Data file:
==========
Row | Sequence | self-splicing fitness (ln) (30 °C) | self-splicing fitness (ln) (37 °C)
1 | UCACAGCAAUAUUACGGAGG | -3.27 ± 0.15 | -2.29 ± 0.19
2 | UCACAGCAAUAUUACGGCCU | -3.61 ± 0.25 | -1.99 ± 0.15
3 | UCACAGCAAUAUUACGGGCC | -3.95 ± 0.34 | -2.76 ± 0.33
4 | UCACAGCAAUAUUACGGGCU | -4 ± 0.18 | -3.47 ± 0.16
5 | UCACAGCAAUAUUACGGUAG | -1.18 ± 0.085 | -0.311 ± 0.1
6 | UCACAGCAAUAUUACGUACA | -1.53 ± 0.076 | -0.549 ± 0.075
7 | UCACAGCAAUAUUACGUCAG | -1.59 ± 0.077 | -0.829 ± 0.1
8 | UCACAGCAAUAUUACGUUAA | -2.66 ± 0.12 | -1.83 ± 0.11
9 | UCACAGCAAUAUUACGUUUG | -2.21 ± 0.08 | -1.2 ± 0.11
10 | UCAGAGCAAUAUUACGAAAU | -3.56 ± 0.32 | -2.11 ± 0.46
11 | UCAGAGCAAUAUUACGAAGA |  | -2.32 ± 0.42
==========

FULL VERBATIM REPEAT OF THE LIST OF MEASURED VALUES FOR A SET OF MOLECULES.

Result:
Row | Sequence | self-splicing fitness (ln) (30 °C) | self-splicing fitness (ln) (37 °C)
1 | UCACAGCAAUAUUACGGAGG | -3.27 ± 0.15 | -2.29 ± 0.19
2 | UCACAGCAAUAUUACGGCCU | -3.61 ± 0.25 | -1.99 ± 0.15
3 | UCACAGCAAUAUUACGGGCC | -3.95 ± 0.34 | -2.76 ± 0.33
4 | UCACAGCAAUAUUACGGGCU | -4 ± 0.18 | -3.47 ± 0.16
5 | UCACAGCAAUAUUACGGUAG | -1.18 ± 0.085 | -0.311 ± 0.1
6 | UCACAGCAAUAUUACGUACA | -1.53 ± 0.076 | -0.549 ± 0.075
7 | UCACAGCAAUAUUACGUCAG | -1.59 ± 0.077 | -0.829 ± 0.1
8 | UCACAGCAAUAUUACGUUAA | -2.66 ± 0.12 | -1.83 ± 0.11
9 | UCACAGCAAUAUUACGUUUG | -2.21 ± 0.08 | -1.2 ± 0.11
10 | UCAGAGCAAUAUUACGAAAU | -3.56 ± 0.32 | -2.11 ± 0.46
11 | UCAGAGCAAUAUUACGAAGA |  | -2.32 ± 0.42